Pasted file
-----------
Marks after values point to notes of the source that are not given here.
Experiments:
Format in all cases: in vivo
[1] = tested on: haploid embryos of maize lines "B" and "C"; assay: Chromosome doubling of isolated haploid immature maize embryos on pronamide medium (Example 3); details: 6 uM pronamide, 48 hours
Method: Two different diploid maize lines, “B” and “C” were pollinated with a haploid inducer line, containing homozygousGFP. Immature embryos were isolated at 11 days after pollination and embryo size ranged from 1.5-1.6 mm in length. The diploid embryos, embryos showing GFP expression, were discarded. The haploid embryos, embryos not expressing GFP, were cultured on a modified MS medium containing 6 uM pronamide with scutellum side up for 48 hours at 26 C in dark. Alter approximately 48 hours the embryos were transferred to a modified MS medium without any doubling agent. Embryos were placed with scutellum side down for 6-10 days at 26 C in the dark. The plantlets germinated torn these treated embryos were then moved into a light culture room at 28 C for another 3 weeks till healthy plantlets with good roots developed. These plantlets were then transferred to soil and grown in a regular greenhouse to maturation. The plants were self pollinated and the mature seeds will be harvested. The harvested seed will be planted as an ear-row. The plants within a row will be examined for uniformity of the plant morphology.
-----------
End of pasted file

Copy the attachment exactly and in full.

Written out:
Marks after values point to notes of the source that are not given here.
Experiments:
Format in all cases: in vivo
[1] = tested on: haploid embryos of maize lines "B" and "C"; assay: Chromosome doubling of isolated haploid immature maize embryos on pronamide medium (Example 3); details: 6 uM pronamide, 48 hours
Method: Two different diploid maize lines, “B” and “C” were pollinated with a haploid inducer line, containing homozygousGFP. Immature embryos were isolated at 11 days after pollination and embryo size ranged from 1.5-1.6 mm in length. The diploid embryos, embryos showing GFP expression, were discarded. The haploid embryos, embryos not expressing GFP, were cultured on a modified MS medium containing 6 uM pronamide with scutellum side up for 48 hours at 26 C in dark. Alter approximately 48 hours the embryos were transferred to a modified MS medium without any doubling agent. Embryos were placed with scutellum side down for 6-10 days at 26 C in the dark. The plantlets germinated torn these treated embryos were then moved into a light culture room at 28 C for another 3 weeks till healthy plantlets with good roots developed. These plantlets were then transferred to soil and grown in a regular greenhouse to maturation. The plants were self pollinated and the mature seeds will be harvested. The harvested seed will be planted as an ear-row. The plants within a row will be examined for uniformity of the plant morphology.